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Title Transnational legal ordering of criminal justice / edited by Gregory Shaffer, University of California, Irvine ; Ely Aaronson, University of Haifa
Published Cambridge, United Kingdom ; New York, NY, USA : Cambridge University Press, 2020
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Description 1 online resource (xv, 385 pages)
Series Cambridge studies in law and society
Contents The Transnational Legal Ordering of Criminal Justice Legal Ordering of Criminal Justice / Ely Aaronson and Gregory Shaffer -- Why Do Transnational Legal Orders Persist? : The Curious Case of Money Laundering / Terence Halliday, Michael Levi and Peter Reuter -- Transnational Criminal Law or the Transnational Legal Ordering of Corruption? : Theorizing Australian Foreign Bribery Reforms / Radha Ivory -- Transnational Criminal Law in a Globalized World : The Case of Trafficking / Prabha Kotiswaran -- The Criminalization of Migration : A Regional Transnational Legal Order or the Rise of a Meta-TLO? / Vanessa Barker -- The Strange Career of the Transnational Legal Order of Cannabis Prohibition / Ely Aaronson -- The Anti-Impunity Transnational Legal Order for Human Rights : Formation, Institutionalization, Consequences, and the Case of Darfur / Joachim J. Savelsberg -- Colombian Transitional Justice and the Political Economy of the Anti -- impunity Transnational Legal Order / Manuel Iturralde -- International Prison Standards and Transnational Criminal Justice / Dirk van Zyl Smit -- The Transnational Legal Ordering of the Death Penalty / Stefanie Neumeier and Wayne Sandholtz -- Performance, Power, and Transnational Legal Ordering : Addressing Sexual Violence as a Human Rights Concern / Ioana Sendroiu and Ron Levi -- Conclusions : A Processual Approach to Transnational Legal Orders / Sally Engle Merry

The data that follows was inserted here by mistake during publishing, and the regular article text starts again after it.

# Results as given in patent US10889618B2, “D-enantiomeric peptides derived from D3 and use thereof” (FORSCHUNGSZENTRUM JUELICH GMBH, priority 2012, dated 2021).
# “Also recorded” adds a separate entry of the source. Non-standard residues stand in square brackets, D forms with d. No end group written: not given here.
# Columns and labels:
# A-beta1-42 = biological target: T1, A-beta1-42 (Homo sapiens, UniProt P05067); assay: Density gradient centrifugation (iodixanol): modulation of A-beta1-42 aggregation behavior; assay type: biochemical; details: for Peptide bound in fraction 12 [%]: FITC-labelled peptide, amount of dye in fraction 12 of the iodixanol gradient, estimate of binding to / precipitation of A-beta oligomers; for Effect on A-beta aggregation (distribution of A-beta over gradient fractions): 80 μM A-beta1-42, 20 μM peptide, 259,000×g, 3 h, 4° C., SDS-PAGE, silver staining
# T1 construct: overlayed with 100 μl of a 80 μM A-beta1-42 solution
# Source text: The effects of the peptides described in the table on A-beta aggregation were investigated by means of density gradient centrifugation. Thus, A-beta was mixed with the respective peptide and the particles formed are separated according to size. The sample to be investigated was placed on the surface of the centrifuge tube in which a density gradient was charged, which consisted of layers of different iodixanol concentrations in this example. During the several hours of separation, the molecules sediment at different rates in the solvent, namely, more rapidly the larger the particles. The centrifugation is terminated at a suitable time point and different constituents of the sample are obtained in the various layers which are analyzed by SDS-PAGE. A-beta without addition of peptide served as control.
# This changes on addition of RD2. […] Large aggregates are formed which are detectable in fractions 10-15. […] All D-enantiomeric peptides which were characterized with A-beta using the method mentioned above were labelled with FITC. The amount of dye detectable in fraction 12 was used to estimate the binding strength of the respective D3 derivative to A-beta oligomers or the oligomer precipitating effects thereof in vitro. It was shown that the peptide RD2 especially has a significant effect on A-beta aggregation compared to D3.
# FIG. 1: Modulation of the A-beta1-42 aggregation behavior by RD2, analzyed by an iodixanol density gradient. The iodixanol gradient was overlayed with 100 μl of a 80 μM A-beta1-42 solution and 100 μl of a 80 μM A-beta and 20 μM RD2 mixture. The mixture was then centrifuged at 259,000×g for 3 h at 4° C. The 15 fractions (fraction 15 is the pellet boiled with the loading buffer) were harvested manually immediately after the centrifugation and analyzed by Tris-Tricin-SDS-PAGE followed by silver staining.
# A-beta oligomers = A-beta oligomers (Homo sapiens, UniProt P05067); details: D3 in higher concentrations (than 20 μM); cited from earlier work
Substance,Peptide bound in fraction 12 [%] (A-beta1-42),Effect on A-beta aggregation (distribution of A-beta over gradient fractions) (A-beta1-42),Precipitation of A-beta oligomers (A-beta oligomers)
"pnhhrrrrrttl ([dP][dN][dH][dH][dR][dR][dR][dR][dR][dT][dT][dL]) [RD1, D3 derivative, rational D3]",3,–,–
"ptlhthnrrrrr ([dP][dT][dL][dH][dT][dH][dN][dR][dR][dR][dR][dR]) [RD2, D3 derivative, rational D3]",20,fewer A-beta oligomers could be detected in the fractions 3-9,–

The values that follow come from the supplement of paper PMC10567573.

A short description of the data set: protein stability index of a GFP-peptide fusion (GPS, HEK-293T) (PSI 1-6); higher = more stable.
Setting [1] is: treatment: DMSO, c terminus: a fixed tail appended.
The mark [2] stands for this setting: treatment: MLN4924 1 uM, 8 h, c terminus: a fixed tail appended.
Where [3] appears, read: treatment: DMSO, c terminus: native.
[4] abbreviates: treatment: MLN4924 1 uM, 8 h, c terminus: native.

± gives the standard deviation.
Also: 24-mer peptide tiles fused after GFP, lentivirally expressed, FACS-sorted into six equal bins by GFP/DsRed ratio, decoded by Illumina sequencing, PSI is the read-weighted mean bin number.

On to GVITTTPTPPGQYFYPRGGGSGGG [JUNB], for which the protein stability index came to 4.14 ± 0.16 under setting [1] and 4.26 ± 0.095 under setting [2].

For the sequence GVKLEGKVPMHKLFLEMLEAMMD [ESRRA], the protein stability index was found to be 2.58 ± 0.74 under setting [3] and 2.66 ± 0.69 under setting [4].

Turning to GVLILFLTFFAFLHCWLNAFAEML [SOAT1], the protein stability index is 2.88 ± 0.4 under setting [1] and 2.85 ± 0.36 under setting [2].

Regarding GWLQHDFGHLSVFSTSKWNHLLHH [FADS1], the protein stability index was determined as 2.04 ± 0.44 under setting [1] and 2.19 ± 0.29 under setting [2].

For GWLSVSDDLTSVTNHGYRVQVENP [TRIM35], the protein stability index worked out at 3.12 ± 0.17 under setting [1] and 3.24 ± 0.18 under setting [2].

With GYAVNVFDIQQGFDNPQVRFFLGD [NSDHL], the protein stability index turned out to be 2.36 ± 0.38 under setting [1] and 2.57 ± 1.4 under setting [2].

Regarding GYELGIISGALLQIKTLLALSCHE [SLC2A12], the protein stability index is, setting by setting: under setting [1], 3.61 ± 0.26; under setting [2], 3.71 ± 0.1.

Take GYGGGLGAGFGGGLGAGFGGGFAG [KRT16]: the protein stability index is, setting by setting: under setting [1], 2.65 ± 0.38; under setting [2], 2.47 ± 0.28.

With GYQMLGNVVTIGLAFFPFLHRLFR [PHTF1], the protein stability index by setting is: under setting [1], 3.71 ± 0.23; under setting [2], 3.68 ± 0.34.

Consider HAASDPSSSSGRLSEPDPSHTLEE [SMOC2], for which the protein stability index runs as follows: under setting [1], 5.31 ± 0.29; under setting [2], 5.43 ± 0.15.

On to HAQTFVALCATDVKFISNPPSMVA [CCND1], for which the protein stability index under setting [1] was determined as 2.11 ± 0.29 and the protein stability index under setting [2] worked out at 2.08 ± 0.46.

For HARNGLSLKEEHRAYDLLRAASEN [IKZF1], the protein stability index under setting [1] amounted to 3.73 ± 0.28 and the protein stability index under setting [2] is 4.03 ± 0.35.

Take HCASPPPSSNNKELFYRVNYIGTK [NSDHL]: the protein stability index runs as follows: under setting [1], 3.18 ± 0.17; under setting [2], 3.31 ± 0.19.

Summary "The Transnational Legal Ordering of Criminal Justice Ely Aaronson and Gregory Shaffer I. Introduction Criminal justice, conventionally understood, is a system of legal norms and institutions that govern the exercise of the state's monopoly over the legitimate use of violence (Weber 1948: 78). This claim to monopoly is grounded in an assumption that nation-states are the ultimate providers of the public goods criminal law is to deliver - the maintenance of civic order, the protection of individuals against violence, the reinforcement of society's fundamental values, and the meting out of 'just deserts' to culpable offenders (du-Bois, Ulvang, and Asp 2017). It also resonates with the Westphalian principle that restricts other states from intervening in matters that are essentially within a state's domestic jurisdiction.1 As David Nelken (2011: 194) writes, "criminal law continues to be a powerful icon of sovereign statehood.""-- Provided by publisher
Notes "This book arose out of a series of workshops we held on the topic at the annual meeting of the Law and Society Association in Toronto and a two-day exchange at the University of California, Irvine, in 2018" --ECIP acknowledgements
Bibliography Includes bibliographical references and index
Notes Description based on online resource; title from digital title page (viewed on June 11, 2020)
Subject Transnational crime -- Law and legislation -- Congresses
Genre/Form Conference papers and proceedings.
Form Electronic book
Author Shaffer, Gregory C., 1958- editor
Aaronson, Ely, 1973- editor
LC no. 2019060070
ISBN 9781108873994